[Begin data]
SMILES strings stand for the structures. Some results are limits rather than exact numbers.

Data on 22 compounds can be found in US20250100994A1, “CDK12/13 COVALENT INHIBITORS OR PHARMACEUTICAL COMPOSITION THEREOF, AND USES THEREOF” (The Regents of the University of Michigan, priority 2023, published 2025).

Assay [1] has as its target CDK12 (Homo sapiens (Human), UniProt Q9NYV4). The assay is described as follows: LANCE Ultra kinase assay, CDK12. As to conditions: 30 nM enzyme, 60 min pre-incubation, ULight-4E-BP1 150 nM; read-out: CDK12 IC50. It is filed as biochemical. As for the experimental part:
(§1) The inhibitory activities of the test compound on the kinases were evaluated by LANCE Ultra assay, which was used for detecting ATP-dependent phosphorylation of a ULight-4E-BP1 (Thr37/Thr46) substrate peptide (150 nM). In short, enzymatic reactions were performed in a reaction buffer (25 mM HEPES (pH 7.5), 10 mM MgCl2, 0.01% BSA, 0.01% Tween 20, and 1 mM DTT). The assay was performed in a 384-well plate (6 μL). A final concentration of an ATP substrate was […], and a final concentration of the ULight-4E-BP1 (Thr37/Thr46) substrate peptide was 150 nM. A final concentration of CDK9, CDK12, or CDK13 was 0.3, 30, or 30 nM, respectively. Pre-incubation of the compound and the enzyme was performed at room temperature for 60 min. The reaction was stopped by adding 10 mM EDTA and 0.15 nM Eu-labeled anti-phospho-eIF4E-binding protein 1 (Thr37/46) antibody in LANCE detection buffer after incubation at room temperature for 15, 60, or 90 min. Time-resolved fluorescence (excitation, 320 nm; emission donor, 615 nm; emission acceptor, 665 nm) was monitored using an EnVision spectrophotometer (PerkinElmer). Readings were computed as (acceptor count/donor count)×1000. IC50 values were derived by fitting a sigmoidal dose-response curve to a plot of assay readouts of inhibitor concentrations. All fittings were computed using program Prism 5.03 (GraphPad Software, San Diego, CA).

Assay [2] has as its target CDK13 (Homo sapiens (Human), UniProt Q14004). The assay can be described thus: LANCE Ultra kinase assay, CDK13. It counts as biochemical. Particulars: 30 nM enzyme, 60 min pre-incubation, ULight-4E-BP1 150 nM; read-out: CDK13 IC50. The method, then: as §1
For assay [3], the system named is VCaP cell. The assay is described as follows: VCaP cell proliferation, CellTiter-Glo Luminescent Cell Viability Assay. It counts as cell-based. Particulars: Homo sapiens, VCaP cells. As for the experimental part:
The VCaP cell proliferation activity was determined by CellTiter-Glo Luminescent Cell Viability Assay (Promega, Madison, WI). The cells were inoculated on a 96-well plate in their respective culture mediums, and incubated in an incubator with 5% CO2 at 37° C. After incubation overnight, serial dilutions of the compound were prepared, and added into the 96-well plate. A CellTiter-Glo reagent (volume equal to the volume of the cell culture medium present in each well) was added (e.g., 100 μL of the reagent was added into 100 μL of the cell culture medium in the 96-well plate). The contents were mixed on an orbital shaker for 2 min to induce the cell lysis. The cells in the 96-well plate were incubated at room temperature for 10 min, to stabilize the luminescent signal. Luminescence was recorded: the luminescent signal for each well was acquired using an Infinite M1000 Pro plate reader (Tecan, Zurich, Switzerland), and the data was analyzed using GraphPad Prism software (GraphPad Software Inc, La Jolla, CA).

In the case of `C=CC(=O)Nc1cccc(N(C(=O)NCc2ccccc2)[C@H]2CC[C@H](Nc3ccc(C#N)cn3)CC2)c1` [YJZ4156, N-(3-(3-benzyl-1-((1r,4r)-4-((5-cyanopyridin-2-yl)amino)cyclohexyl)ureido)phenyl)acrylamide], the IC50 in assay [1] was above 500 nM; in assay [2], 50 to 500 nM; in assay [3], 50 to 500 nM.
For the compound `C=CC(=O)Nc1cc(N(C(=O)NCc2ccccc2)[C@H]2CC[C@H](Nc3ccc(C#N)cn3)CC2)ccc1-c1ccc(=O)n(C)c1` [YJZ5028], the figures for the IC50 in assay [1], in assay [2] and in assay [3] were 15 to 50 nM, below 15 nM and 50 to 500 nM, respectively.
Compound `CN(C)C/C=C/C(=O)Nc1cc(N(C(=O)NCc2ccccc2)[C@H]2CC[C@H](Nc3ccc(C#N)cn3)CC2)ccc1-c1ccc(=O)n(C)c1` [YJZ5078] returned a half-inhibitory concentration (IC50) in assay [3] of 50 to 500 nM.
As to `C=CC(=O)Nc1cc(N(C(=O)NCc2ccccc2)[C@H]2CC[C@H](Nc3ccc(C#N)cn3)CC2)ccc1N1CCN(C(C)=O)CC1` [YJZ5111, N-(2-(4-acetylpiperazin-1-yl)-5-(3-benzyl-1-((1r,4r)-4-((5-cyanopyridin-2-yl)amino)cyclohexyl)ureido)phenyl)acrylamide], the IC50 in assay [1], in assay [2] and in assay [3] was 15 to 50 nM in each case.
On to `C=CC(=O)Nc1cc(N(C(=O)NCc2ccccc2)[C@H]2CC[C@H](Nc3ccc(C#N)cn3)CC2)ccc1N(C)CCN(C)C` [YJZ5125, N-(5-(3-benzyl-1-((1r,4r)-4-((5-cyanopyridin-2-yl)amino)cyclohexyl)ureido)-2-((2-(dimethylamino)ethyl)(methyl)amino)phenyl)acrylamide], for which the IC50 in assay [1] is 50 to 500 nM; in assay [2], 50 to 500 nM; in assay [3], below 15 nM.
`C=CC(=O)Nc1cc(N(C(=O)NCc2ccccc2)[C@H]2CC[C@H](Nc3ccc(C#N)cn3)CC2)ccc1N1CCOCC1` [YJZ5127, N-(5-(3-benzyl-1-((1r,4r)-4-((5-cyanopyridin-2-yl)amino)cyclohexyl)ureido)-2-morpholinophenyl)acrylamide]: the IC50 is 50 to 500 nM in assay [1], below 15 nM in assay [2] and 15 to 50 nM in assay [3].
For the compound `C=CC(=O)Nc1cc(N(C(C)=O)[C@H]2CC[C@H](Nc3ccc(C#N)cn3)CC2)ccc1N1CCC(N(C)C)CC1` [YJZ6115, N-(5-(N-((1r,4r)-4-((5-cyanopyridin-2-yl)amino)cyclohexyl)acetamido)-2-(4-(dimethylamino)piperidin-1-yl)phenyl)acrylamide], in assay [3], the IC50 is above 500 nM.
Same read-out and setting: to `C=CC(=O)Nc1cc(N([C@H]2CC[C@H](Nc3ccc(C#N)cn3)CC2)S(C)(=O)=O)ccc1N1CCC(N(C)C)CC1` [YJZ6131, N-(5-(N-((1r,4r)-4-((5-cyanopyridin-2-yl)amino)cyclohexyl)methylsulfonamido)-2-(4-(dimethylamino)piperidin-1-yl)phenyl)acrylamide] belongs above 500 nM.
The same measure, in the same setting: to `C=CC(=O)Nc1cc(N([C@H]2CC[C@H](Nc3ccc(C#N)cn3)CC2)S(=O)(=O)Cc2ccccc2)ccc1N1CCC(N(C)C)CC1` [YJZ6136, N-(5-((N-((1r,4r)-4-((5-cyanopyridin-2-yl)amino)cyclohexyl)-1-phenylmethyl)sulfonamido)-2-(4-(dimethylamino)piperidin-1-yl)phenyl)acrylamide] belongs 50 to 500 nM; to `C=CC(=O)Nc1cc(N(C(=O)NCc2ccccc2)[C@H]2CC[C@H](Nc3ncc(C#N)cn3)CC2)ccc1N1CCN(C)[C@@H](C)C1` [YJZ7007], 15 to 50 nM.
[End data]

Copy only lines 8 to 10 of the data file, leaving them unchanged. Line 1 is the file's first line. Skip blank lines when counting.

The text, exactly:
In the case of `C=CC(=O)Nc1cccc(N(C(=O)NCc2ccccc2)[C@H]2CC[C@H](Nc3ccc(C#N)cn3)CC2)c1` [YJZ4156, N-(3-(3-benzyl-1-((1r,4r)-4-((5-cyanopyridin-2-yl)amino)cyclohexyl)ureido)phenyl)acrylamide], the IC50 in assay [1] was above 500 nM; in assay [2], 50 to 500 nM; in assay [3], 50 to 500 nM.
For the compound `C=CC(=O)Nc1cc(N(C(=O)NCc2ccccc2)[C@H]2CC[C@H](Nc3ccc(C#N)cn3)CC2)ccc1-c1ccc(=O)n(C)c1` [YJZ5028], the figures for the IC50 in assay [1], in assay [2] and in assay [3] were 15 to 50 nM, below 15 nM and 50 to 500 nM, respectively.
Compound `CN(C)C/C=C/C(=O)Nc1cc(N(C(=O)NCc2ccccc2)[C@H]2CC[C@H](Nc3ccc(C#N)cn3)CC2)ccc1-c1ccc(=O)n(C)c1` [YJZ5078] returned a half-inhibitory concentration (IC50) in assay [3] of 50 to 500 nM.